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Idaho Catholic Youth Conference

The following story appeared in the March 25 Idaho Catholic Register.

Adoration is always a highlight at ICYC. Father Camilo García of St. Nicholas Parish in Rupert leads the procession with the monstrance. (ICR photos/Vero Gutiérrez)


By Gene Fadness

Editor


NAMPA – During a time when identity is a hot topic, especially among young people, speakers at the recent Idaho Catholic Youth Conference emphasized over and again the power of identity in Christ. Even though speakers do not coordinate their remarks, the Christian worldview that our identity as men and women created in the image of God came up time and again during the three-day event at the Idaho Center in Nampa.


Growing up on the tiny central Mediterranean island of Malta, Rob Galea took full advantage of the country’s liberalized drinking laws that allowed 16-year-olds to drink. “And if you are 14 and you look 16, they will let you drink and into nightclubs,” he said of the heavily Catholic country where we “love our partying and love our religion.”


Galea found that drinking gave him confidence to talk to girls. The drinking led to smoking and then to pills and then to “steal stuff to get another high.”


“I wanted to be accepted more than I wanted to be true to myself, even though it was robbing me of my joy,” Father Galea told about 1,400 young people gathered at ICYC.

Members of the “God Squad” (this year from the West Central Deanery) lead the 1,400 attendees in worship and praise. (ICR photos/Vero Gutiérrez)


Galea became depressed, refusing to leave his room for six weeks. Thanks to his parents’ prayers and the invitation from a friend to come to youth group, “I decided I was either going to end my life or live my life,” he said. Initially he viewed the youth group members as a “group of freaks,” he said, “but they were so joyful, and I wanted that peace. ” Told that God wanted a relationship with him, Galea found a new identity in Christ that displaced the need to be accepted by others. “At the foot of the cross, Jesus takes your mess and turns it into a message,” he said.


Galea went on to become a priest, a singer and a songwriter and author of “Breakthrough: A Journey from Desperation to Hope.” Father Galea, who interspersed his story with song, credits his parents for the change in his life. “I stand here today because of the prayers of my mother and dad who never gave up on me.”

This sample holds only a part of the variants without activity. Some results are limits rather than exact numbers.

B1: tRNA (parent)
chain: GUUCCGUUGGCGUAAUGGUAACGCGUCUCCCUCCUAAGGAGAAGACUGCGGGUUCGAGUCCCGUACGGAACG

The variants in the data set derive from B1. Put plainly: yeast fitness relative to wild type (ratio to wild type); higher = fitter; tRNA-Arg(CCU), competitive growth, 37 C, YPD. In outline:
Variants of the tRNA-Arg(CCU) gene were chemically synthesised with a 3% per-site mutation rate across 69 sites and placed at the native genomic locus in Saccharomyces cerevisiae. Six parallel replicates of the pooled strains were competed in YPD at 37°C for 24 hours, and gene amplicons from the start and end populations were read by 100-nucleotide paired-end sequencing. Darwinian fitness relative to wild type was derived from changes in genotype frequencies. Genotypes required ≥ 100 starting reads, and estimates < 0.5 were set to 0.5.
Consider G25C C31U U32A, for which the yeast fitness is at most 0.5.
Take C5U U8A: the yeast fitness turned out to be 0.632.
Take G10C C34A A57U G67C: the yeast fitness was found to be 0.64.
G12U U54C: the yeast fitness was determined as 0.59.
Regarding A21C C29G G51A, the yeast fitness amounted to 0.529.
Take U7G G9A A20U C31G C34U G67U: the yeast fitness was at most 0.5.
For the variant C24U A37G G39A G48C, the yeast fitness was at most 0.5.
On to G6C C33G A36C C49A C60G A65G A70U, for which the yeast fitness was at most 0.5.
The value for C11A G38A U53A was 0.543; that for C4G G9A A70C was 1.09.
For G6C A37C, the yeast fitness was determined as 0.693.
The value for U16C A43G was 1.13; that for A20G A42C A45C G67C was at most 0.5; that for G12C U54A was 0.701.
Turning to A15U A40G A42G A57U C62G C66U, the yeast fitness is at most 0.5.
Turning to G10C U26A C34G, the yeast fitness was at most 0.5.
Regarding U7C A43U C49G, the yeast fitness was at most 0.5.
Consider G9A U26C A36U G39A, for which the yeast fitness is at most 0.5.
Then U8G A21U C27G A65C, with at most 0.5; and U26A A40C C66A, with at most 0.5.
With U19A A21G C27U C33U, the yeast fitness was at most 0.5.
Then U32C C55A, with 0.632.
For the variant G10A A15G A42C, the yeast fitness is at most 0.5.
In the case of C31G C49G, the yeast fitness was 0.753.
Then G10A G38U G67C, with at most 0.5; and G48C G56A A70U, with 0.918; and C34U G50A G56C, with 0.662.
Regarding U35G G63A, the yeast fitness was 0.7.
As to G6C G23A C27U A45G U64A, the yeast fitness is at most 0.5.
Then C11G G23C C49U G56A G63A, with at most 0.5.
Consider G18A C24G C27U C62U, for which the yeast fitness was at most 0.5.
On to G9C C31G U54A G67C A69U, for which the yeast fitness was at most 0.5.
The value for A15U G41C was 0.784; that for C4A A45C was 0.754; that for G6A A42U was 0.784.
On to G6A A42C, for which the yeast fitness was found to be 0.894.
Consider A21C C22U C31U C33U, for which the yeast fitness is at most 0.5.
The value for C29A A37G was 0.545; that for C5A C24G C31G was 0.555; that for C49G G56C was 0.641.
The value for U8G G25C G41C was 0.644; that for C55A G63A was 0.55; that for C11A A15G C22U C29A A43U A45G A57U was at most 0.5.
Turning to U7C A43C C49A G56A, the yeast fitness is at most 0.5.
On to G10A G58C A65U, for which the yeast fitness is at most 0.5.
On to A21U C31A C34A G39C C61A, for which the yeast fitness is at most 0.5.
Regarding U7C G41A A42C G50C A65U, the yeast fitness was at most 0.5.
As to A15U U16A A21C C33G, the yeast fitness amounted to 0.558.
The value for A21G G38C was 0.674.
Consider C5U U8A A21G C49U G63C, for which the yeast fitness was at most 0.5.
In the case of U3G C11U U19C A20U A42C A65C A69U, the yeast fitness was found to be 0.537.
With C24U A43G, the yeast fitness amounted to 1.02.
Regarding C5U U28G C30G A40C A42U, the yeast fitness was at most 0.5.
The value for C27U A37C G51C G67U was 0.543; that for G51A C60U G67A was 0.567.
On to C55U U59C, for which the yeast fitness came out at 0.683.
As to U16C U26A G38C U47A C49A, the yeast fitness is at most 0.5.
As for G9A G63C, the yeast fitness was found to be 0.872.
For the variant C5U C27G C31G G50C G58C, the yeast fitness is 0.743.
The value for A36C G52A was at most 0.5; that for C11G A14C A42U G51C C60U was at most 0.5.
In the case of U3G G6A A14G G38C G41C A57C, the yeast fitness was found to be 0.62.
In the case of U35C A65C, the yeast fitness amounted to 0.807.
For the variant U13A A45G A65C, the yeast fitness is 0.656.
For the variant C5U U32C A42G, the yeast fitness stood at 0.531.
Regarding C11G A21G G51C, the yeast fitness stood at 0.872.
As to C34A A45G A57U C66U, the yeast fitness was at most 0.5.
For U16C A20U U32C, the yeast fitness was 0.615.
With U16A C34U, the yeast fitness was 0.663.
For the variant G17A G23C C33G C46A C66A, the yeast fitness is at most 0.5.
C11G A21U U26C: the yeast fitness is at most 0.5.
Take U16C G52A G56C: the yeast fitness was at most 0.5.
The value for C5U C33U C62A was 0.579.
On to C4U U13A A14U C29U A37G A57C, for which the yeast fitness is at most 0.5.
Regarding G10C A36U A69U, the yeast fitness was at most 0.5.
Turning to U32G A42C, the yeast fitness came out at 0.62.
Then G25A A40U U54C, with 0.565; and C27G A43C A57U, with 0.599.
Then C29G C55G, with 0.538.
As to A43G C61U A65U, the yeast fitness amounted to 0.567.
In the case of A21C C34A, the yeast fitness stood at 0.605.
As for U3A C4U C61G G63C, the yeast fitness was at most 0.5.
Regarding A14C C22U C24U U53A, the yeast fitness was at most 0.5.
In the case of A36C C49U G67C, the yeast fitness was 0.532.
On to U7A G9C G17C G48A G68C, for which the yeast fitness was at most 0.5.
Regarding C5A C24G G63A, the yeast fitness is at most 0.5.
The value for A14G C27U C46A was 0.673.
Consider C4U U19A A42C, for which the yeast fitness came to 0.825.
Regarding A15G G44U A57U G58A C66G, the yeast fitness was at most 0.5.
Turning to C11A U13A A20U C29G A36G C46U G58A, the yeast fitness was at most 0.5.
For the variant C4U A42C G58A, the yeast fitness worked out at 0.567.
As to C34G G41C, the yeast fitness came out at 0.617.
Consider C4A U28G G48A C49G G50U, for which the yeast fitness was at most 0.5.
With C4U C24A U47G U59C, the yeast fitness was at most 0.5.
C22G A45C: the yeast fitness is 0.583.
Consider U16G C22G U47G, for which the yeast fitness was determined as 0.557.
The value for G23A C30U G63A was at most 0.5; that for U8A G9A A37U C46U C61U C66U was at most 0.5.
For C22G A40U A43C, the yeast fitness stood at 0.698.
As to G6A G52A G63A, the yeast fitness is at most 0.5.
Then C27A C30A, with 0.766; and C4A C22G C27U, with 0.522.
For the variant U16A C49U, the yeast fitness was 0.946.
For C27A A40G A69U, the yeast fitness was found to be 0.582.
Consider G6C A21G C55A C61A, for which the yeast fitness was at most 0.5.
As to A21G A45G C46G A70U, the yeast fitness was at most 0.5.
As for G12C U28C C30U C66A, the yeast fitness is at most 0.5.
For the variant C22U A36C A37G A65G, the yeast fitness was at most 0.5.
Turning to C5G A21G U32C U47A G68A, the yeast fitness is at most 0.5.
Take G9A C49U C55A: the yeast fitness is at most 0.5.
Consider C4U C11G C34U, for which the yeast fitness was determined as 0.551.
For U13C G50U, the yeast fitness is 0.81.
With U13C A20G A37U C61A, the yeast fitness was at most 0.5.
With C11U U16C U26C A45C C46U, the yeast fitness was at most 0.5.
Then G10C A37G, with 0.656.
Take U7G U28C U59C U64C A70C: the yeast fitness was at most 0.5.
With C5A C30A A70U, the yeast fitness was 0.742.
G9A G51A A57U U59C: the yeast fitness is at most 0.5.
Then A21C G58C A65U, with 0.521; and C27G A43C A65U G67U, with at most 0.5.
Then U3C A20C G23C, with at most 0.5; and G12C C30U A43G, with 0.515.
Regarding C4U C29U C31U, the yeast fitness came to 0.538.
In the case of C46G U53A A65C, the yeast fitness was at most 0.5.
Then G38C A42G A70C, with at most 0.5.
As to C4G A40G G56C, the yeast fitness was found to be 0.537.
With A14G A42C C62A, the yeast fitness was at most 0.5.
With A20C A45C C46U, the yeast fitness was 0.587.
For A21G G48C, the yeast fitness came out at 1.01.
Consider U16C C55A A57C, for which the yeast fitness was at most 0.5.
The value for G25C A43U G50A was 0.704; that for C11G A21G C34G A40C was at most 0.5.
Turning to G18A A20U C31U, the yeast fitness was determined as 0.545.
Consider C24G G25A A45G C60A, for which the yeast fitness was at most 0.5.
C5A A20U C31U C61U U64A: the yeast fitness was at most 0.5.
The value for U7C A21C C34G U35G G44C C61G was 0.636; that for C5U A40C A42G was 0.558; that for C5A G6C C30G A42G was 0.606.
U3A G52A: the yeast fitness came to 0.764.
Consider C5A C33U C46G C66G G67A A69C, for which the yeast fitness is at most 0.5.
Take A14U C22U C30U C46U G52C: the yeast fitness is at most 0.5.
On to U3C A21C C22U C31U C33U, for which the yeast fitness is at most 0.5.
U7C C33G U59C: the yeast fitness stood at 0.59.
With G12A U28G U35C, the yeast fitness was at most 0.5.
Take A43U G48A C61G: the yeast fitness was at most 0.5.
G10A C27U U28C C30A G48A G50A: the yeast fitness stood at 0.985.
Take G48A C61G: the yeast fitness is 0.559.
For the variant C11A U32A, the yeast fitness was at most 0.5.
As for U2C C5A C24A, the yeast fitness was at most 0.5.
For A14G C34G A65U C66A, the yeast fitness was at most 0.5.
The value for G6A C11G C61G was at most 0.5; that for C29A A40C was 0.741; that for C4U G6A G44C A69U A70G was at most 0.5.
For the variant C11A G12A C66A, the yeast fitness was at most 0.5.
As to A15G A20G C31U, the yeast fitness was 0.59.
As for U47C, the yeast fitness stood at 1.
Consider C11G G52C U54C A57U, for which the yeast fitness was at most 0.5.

Anyone attending ICYC is destined to hear plenty of inspirational praise music. Above left is Father Rob Galea who composes his own music. (ICR photos/Vero Gutiérrez)


He still suffers from depression, he told the teens. “There are days where I can’t get out of bed and weeks when I cannot function, but because of the prayers of my mom, I have joy through my depression and pain. Joy is not a happiness or a feeling of elation. Joy is knowing that you are not alone and God is with you.”


Identity in Christ, rather than in self or in approval from others, was a recurring theme from all the speakers during the March 11-13 conference, the first ICYC in three years, the last two cancelled due to the pandemic.


Identity in Christ also was a theme of Bishop Peter Christensen, both in his opening remarks and during a Sunday morning Mass. He referred to the song, “You Say,” by Christian contemporary artist Lauren Daigle, a song he listens to daily:


I keep fighting voices in my mind that say I’m not enough

Every single lie that tells me I will never measure up Am I more than just the sum of every high and every low?

Remind me once again just who I am because I need to know

You say I am loved when I can’t feel a thing You say I am strong when I think I am weak And you say I am held when I am falling short And when I don’t belong, You say I am Yours

The only thing that matters now is everything You think of me

In You I find my worth, in You I find my identity


“We live in a time when so many among us want to be noticed, but not known. ‘Look at me, notice me, but don’t know me,’ ” the Bishop said. So many young people “strive for attention to feel like they belong, but accept the lie that are not good enough,” he said. “Where do we look for our identity? I would rather be known than noticed.”


Listening to the conversion stories of Father Galea and Joe Melendrez, the emcee for the weekend, reminded the Bishop of his conversion.